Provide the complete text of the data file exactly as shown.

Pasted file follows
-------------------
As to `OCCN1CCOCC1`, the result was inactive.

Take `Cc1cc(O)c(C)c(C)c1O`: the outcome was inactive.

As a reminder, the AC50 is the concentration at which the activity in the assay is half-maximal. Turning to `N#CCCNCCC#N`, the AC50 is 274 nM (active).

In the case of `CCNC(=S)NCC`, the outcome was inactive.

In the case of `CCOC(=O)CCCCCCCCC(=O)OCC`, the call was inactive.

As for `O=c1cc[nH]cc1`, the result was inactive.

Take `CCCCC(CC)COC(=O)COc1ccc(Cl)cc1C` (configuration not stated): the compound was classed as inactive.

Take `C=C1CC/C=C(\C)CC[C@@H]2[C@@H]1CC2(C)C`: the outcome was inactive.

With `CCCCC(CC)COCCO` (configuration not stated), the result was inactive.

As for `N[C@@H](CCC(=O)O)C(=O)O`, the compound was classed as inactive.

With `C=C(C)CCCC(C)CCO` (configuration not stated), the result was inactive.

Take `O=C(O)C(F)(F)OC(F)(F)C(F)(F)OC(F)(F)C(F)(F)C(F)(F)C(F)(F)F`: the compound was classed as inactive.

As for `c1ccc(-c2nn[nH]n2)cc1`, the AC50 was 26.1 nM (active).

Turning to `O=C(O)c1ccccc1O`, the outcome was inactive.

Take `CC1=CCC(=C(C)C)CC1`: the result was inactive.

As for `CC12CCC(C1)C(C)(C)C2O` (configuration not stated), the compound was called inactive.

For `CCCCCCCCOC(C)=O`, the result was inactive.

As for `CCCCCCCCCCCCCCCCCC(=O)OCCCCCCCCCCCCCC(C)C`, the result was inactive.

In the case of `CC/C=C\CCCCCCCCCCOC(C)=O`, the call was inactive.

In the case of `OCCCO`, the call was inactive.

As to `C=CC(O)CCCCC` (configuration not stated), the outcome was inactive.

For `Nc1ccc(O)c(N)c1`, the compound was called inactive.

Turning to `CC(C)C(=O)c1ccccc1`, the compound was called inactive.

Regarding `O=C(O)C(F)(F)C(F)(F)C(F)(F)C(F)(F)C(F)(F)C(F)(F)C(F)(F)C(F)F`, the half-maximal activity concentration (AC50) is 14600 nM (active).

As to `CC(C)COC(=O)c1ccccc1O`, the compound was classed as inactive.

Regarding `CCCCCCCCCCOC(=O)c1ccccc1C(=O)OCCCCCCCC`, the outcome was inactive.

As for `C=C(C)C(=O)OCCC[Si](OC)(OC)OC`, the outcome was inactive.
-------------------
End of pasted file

As to `OCCN1CCOCC1`, the result was inactive.

Take `Cc1cc(O)c(C)c(C)c1O`: the outcome was inactive.

As a reminder, the AC50 is the concentration at which the activity in the assay is half-maximal. Turning to `N#CCCNCCC#N`, the AC50 is 274 nM (active).

In the case of `CCNC(=S)NCC`, the outcome was inactive.

In the case of `CCOC(=O)CCCCCCCCC(=O)OCC`, the call was inactive.

As for `O=c1cc[nH]cc1`, the result was inactive.

Take `CCCCC(CC)COC(=O)COc1ccc(Cl)cc1C` (configuration not stated): the compound was classed as inactive.

Take `C=C1CC/C=C(\C)CC[C@@H]2[C@@H]1CC2(C)C`: the outcome was inactive.

With `CCCCC(CC)COCCO` (configuration not stated), the result was inactive.

As for `N[C@@H](CCC(=O)O)C(=O)O`, the compound was classed as inactive.

With `C=C(C)CCCC(C)CCO` (configuration not stated), the result was inactive.

Take `O=C(O)C(F)(F)OC(F)(F)C(F)(F)OC(F)(F)C(F)(F)C(F)(F)C(F)(F)F`: the compound was classed as inactive.

As for `c1ccc(-c2nn[nH]n2)cc1`, the AC50 was 26.1 nM (active).

Turning to `O=C(O)c1ccccc1O`, the outcome was inactive.

Take `CC1=CCC(=C(C)C)CC1`: the result was inactive.

As for `CC12CCC(C1)C(C)(C)C2O` (configuration not stated), the compound was called inactive.

For `CCCCCCCCOC(C)=O`, the result was inactive.

As for `CCCCCCCCCCCCCCCCCC(=O)OCCCCCCCCCCCCCC(C)C`, the result was inactive.

In the case of `CC/C=C\CCCCCCCCCCOC(C)=O`, the call was inactive.

In the case of `OCCCO`, the call was inactive.

As to `C=CC(O)CCCCC` (configuration not stated), the outcome was inactive.

For `Nc1ccc(O)c(N)c1`, the compound was called inactive.

Turning to `CC(C)C(=O)c1ccccc1`, the compound was called inactive.

Regarding `O=C(O)C(F)(F)C(F)(F)C(F)(F)C(F)(F)C(F)(F)C(F)(F)C(F)(F)C(F)F`, the half-maximal activity concentration (AC50) is 14600 nM (active).

As to `CC(C)COC(=O)c1ccccc1O`, the compound was classed as inactive.

Regarding `CCCCCCCCCCOC(=O)c1ccccc1C(=O)OCCCCCCCC`, the outcome was inactive.

As for `C=C(C)C(=O)OCCC[Si](OC)(OC)OC`, the outcome was inactive.